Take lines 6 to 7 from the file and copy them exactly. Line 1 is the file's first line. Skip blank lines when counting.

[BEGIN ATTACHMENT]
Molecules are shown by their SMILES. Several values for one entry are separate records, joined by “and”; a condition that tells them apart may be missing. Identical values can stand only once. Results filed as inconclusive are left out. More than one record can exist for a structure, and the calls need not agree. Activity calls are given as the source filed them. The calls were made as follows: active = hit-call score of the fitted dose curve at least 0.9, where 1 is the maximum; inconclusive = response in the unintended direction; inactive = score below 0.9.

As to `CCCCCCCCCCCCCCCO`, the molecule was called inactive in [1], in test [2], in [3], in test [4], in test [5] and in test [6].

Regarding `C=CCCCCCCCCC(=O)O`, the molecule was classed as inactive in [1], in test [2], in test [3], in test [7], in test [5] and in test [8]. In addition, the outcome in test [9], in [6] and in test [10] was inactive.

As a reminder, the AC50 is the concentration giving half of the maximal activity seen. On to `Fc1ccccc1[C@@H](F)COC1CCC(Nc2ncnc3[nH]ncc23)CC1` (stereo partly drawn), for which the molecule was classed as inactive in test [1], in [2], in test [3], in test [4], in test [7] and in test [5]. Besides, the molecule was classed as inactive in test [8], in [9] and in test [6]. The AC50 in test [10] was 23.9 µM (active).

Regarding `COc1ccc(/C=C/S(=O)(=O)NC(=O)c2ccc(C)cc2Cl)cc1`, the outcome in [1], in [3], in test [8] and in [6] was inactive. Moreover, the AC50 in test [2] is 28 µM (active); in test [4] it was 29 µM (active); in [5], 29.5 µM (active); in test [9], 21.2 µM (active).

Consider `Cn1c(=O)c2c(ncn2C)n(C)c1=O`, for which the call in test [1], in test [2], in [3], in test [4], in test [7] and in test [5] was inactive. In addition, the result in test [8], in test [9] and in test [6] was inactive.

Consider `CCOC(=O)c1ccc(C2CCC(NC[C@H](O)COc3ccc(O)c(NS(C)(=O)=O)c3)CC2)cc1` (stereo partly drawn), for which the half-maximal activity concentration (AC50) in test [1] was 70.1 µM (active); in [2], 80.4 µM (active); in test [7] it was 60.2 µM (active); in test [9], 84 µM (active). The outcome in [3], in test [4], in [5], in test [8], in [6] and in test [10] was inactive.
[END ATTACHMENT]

Consider `Cn1c(=O)c2c(ncn2C)n(C)c1=O`, for which the call in test [1], in test [2], in [3], in test [4], in test [7] and in test [5] was inactive. In addition, the result in test [8], in test [9] and in test [6] was inactive.

Consider `CCOC(=O)c1ccc(C2CCC(NC[C@H](O)COc3ccc(O)c(NS(C)(=O)=O)c3)CC2)cc1` (stereo partly drawn), for which the half-maximal activity concentration (AC50) in test [1] was 70.1 µM (active); in [2], 80.4 µM (active); in test [7] it was 60.2 µM (active); in test [9], 84 µM (active). The outcome in [3], in test [4], in [5], in test [8], in [6] and in test [10] was inactive.